Tuesday, April 26, 2011
Felis Stella @ L2 Kontemporary
4/23 Reception: 5/21
990 North Hill Street
Felis Stella IKEA My House Part III
IKEA My House Part III is a series of photographs serving as playful interpretations of IKEA's unique product naming convention. Consumers love the idea of owning something that has an exotic foreign name, such as Poäng, or Heimdal or Gutvik. It imbues each object with a seductive mystique. But what do these words really mean? Felís Stella, who had to learn English from scratch when she immigrated to the US from the former Soviet Union, has since been interested in etymology, and in the way word origins affect our perception and interpretation of these words. In this series she married her love of language with her enduring obsession with the giant Swedish retailer.
Ingvar Kamprad, the founder of IKEA, is dyslexic. Instead of using alpha numeric codes for cataloging inventory -- a dyslexic’s nightmare -- he started titling his products with names of various geographic locations in Sweden and Norway, people's names, job occupations, action verbs, and more. Inadvertently, he created a unique retail language of his own.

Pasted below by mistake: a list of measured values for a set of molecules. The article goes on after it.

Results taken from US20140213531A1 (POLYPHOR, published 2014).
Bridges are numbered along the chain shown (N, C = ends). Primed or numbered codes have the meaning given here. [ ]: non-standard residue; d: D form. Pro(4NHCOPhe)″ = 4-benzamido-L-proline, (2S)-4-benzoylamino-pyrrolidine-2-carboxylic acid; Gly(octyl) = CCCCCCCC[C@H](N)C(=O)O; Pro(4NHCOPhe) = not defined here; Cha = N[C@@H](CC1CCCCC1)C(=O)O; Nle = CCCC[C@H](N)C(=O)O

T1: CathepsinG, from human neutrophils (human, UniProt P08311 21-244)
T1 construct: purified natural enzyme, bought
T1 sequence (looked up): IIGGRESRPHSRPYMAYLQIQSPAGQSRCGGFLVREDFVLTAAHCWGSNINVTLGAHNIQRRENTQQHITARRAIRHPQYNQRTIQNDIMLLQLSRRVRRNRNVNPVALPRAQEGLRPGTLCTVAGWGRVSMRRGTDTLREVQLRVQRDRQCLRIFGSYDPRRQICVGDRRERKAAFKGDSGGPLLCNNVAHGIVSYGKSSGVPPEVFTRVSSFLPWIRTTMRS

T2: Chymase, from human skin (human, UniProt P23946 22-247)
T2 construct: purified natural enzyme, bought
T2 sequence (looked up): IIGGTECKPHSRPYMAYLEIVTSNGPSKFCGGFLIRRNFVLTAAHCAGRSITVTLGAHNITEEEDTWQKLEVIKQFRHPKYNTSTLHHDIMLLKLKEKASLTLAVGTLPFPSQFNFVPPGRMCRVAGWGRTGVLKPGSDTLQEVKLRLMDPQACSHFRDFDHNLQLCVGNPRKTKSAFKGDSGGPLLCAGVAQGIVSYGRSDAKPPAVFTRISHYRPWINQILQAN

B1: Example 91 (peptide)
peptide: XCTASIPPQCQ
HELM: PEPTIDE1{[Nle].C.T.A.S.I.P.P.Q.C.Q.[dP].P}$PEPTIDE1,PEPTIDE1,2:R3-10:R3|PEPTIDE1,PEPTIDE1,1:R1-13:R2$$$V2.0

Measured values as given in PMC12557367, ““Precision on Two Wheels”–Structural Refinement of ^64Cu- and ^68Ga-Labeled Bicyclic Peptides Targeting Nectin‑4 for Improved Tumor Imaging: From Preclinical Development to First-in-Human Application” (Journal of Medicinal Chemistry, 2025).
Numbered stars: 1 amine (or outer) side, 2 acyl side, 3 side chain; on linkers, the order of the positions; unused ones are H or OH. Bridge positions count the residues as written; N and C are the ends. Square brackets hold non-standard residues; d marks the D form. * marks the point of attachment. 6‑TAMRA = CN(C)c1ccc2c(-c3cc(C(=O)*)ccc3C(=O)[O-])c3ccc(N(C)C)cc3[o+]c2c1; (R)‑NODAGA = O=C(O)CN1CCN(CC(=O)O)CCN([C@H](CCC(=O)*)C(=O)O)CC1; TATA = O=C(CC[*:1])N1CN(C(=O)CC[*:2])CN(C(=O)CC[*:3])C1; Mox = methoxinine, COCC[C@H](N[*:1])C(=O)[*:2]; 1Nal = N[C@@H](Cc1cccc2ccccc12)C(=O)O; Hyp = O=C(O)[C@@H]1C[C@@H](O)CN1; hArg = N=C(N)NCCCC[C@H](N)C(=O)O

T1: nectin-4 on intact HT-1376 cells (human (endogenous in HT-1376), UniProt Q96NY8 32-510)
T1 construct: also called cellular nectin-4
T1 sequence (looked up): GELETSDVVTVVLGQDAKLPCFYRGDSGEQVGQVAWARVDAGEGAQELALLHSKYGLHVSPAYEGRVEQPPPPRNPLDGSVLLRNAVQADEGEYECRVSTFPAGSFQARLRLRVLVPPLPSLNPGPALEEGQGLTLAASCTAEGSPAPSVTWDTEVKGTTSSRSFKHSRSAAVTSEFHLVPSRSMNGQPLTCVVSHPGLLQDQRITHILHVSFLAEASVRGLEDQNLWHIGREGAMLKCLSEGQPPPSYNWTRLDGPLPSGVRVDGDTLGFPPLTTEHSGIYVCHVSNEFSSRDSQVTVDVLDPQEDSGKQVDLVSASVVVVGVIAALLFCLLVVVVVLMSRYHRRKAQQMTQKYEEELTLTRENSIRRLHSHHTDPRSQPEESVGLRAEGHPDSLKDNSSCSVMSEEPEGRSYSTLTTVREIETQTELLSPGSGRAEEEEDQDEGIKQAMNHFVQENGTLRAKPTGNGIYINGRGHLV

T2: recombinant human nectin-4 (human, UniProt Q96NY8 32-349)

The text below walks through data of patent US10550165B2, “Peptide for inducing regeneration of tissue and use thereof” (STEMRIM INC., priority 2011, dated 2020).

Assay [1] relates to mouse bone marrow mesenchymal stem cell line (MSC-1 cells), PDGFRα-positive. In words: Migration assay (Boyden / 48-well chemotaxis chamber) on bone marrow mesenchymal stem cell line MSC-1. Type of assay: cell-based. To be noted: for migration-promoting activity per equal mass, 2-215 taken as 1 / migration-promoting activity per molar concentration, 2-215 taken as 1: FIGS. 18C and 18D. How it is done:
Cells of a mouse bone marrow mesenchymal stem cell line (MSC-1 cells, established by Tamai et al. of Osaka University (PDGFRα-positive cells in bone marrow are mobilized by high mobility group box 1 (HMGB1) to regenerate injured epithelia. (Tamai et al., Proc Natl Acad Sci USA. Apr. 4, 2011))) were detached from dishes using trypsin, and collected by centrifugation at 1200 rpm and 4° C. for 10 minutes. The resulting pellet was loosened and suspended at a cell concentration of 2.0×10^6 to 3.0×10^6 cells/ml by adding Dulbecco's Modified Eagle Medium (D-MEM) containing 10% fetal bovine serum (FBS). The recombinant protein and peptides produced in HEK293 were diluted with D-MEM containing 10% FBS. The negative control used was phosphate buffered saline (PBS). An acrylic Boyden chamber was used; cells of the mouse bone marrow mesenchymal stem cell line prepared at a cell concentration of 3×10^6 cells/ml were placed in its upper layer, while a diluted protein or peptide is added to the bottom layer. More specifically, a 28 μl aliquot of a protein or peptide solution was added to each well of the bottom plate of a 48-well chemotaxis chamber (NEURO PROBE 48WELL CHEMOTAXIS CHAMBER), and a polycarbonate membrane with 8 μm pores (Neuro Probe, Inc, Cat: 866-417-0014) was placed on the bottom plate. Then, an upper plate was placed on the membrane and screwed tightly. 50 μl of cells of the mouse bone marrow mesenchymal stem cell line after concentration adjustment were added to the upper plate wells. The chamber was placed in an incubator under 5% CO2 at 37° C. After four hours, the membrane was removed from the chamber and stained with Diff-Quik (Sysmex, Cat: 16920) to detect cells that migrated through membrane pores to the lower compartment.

Stella’s photographs are actually depicting IKEA products -- specifically, furnishings that have been integrated into her own home décor -- in their "native" etymological environments. This series is an excerpt from a visual “dictionary” of Kamprad’s language. A HEIMDAL side table is shown at a Heimdal train station in Heimdal, Norway; a POÄNG chaise rests atop Yaki Point peak at Grand Canyon (poäng means point of view in Swedish); a DOCENT bookcase is shown in a museum gallery, surrounded by a crowd during a docent tour; a couple is having sex atop a GUTVIK bunk bed (gutvik is pronounced goot fick, which means good fuck in German). Ingvar Kamprad himself appears in the print titled IKEA, which stands for Kamprad’s first and last name initials and the initials of the town and farm in which he grew up, Elmtaryd, Agunnaryd.
In IKEA My House: Part III these mundane objects, normally part of our everyday interior landscape, become displaced namesake portraits of unexpected locales, ideas and actions. It is the artist’s hope that these images will inspire viewers to question the obvious and the unknown, and to see IKEA from a different poäng.
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